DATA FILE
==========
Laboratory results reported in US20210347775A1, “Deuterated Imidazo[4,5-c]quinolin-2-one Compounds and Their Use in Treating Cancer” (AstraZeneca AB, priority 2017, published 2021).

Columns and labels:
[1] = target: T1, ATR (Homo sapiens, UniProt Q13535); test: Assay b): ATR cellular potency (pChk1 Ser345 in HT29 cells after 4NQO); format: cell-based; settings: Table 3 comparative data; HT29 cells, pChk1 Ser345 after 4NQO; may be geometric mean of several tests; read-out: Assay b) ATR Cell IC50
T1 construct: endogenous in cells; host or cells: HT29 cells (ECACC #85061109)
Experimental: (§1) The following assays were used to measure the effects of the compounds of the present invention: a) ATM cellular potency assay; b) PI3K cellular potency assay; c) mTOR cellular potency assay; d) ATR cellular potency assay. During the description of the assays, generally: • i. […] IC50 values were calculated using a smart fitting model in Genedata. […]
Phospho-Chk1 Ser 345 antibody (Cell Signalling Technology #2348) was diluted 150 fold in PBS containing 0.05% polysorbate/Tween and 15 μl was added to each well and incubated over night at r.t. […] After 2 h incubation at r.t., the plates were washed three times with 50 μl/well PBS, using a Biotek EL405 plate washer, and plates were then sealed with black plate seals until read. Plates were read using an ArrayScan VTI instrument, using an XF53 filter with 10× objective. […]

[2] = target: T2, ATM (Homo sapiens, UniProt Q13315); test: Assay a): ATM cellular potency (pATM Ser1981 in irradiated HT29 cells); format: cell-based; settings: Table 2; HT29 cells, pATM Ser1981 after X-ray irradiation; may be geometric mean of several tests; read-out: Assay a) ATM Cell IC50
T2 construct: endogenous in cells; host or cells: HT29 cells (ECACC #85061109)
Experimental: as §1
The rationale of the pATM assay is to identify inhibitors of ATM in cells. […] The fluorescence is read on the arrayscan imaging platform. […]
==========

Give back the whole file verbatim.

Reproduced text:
Laboratory results reported in US20210347775A1, “Deuterated Imidazo[4,5-c]quinolin-2-one Compounds and Their Use in Treating Cancer” (AstraZeneca AB, priority 2017, published 2021).

Columns and labels:
[1] = target: T1, ATR (Homo sapiens, UniProt Q13535); test: Assay b): ATR cellular potency (pChk1 Ser345 in HT29 cells after 4NQO); format: cell-based; settings: Table 3 comparative data; HT29 cells, pChk1 Ser345 after 4NQO; may be geometric mean of several tests; read-out: Assay b) ATR Cell IC50
T1 construct: endogenous in cells; host or cells: HT29 cells (ECACC #85061109)
Experimental: (§1) The following assays were used to measure the effects of the compounds of the present invention: a) ATM cellular potency assay; b) PI3K cellular potency assay; c) mTOR cellular potency assay; d) ATR cellular potency assay. During the description of the assays, generally: • i. […] IC50 values were calculated using a smart fitting model in Genedata. […]
Phospho-Chk1 Ser 345 antibody (Cell Signalling Technology #2348) was diluted 150 fold in PBS containing 0.05% polysorbate/Tween and 15 μl was added to each well and incubated over night at r.t. […] After 2 h incubation at r.t., the plates were washed three times with 50 μl/well PBS, using a Biotek EL405 plate washer, and plates were then sealed with black plate seals until read. Plates were read using an ArrayScan VTI instrument, using an XF53 filter with 10× objective. […]

[2] = target: T2, ATM (Homo sapiens, UniProt Q13315); test: Assay a): ATM cellular potency (pATM Ser1981 in irradiated HT29 cells); format: cell-based; settings: Table 2; HT29 cells, pATM Ser1981 after X-ray irradiation; may be geometric mean of several tests; read-out: Assay a) ATM Cell IC50
T2 construct: endogenous in cells; host or cells: HT29 cells (ECACC #85061109)
Experimental: as §1
The rationale of the pATM assay is to identify inhibitors of ATM in cells. […] The fluorescence is read on the arrayscan imaging platform. […]